You don't really want to put off seeing award winning movies because you may miss the window to see it in a timely manner. Consider this story that describes the life cycle of a movie. Yikes!
"Life Cycle of Hollywood Movies
Written by D. Eric Franks
Saturday, 18 April 2009
Farhad Manjoo has a great analysis of the Life Cycle of a Hollywood movie in the context of modern digital Video-On-Demand services (or the lack thereof) over at Slate. I can summarize the timeline like this:
Release to Theaters
+3 Months to DVD (sales, rental)
+3 Months on VoD/Pay-Per-View services (hotels, cable, etc.)
+6 Months on Premium services (HBO, Starz, etc.)
+7 Years on broadcast television (TNT, USA, etc.)
So where do iTunes and Netflix and all other future VoD broadband services fit in? Well, there's the fundamental problem: trying to fit new technology into an old system. With DVD it was easy: pop it in the same place on the timeline where VHS fit. Yes, DVD release has evolved as it became more popular than VHS ever was and the "To DVD" date of physical media distribution has bumped up from about a year to three months, but it's just the same thing on a shorter timescale.
It turns out iTunes/PS3 Network are really being treated as just another Pay-Per-View service: they get movies +3 months after release, coinciding with other Pay-Per-View services. And, just like other Pay-Per-View services, the movies show up on the list for a few months and then disappear. And, just like other Pay-Per-View services, when you rent a newish movie, you have to watch it right away (more or less) - it can't sit on your hard disk forever until you watch it (at least as a rental).
This also explains why the permanent VoD broadband libraries are basically so lame, at least in terms of their newish catalog. Any movie that might be anywhere on the Old School Movie Lifecycle timeline will not be in Netflix Watch Now library. That means we won't see the new Star Trek movie on any VoD service for seven or more years (with a brief showing at the 3-6 month mark as a pay-per-view movie). Now, considering how fast the technology changed (yes, past-tense - this revolution is over from a technical standpoint), seven years is a long time. So don't blame Apple, Netflix and Sony for having crappy VoD libraries: blame the lawyers and the studios."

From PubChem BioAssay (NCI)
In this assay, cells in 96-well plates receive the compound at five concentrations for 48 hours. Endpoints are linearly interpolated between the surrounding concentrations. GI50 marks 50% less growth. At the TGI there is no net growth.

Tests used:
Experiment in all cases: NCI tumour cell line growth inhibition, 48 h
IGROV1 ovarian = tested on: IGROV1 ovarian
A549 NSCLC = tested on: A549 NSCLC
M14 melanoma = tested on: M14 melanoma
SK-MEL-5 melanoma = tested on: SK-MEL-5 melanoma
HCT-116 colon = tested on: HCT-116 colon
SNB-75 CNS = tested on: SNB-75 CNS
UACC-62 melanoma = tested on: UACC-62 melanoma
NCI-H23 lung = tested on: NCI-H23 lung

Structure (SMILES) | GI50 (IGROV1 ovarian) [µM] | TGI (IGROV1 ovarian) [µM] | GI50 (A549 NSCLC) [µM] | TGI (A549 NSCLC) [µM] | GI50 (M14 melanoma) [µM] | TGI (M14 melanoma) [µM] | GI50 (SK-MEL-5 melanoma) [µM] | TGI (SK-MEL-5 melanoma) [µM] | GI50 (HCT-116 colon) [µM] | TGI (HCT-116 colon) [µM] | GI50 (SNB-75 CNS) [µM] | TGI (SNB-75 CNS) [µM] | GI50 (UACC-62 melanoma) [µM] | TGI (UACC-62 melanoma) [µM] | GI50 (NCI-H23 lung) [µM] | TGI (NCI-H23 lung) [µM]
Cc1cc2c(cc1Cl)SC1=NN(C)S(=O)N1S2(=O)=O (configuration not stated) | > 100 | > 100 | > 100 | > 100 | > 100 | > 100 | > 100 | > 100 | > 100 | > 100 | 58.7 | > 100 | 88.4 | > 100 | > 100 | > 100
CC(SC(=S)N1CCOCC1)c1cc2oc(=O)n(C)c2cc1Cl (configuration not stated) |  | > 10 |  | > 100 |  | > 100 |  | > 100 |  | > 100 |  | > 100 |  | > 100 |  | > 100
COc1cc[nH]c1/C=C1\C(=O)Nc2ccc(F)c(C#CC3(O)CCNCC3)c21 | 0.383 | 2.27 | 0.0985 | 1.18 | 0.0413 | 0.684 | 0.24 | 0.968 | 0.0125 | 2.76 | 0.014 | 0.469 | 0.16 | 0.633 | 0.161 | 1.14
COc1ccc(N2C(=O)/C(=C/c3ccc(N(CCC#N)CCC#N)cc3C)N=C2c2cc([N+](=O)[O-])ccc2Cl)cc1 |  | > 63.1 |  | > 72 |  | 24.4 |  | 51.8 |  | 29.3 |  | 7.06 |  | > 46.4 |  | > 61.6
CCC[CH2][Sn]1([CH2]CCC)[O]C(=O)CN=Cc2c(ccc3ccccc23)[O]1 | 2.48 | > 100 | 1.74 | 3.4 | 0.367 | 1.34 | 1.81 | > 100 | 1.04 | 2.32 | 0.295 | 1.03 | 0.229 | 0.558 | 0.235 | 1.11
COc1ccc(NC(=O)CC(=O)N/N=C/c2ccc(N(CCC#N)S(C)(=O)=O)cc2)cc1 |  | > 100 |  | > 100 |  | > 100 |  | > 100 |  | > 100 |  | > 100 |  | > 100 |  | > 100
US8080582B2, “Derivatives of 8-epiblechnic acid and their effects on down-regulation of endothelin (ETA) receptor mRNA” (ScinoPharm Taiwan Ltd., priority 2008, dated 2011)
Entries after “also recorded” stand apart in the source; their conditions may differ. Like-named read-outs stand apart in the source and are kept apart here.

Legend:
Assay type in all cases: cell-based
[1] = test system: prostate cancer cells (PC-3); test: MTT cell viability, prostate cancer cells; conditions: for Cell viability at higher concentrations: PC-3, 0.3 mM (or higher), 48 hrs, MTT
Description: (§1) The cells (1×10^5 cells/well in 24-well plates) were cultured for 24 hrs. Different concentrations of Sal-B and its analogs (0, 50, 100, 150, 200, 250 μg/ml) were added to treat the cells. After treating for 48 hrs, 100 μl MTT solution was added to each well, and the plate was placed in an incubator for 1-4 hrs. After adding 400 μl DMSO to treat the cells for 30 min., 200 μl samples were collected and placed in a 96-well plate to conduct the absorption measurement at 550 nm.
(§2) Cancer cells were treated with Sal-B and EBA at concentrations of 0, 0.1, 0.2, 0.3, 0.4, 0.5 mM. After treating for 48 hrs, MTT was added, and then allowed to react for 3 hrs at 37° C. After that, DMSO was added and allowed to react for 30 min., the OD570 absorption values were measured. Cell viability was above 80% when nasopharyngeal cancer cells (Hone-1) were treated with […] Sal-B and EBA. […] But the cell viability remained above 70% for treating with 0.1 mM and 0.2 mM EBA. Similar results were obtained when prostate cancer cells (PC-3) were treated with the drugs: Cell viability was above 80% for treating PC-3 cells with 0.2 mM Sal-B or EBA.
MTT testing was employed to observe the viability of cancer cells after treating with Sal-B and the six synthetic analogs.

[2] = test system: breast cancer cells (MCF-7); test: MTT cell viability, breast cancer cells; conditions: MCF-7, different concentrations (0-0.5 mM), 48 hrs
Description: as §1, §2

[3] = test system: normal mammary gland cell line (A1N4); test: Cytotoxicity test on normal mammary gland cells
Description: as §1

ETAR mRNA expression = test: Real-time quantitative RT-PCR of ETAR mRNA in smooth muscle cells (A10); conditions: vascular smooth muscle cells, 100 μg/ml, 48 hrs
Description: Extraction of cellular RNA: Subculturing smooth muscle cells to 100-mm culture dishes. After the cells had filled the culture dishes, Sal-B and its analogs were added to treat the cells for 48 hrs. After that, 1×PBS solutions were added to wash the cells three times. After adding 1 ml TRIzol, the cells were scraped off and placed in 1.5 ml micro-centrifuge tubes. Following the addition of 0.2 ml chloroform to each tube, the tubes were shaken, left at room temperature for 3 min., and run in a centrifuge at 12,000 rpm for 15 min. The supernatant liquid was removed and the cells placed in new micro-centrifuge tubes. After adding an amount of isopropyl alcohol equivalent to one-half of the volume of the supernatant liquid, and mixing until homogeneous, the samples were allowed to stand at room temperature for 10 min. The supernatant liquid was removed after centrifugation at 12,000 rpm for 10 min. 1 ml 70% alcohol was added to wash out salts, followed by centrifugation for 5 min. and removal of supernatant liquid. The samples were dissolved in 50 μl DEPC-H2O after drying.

Let's go the movies and pop out for some popcorn.
Zero Dark Thirty -- this is the story that the Department of Defense doesn't want you to see. It is revealing and probably truthful about the pursuit of Osama bin Laden. Billed as the story you think you know. Oh no.
Promised Land -- Drilling not thrilling, America at the crossroads. Could be anywhere in PA, OH, NY, WV...Marcellus shale country
Some generations have seen this one again and again, only now there is more technology the likes that Micky Cohen never dreamed.
You can't see the trailer now because Warner Brothers says no dice.
A Haunted House -- Young couple move into a spooky house. Has Hollywood run out of ideas?
The Baytown Outlaws -- Rednecks are us. Let's watch TV where they drive trucks.
Say good night Gracy.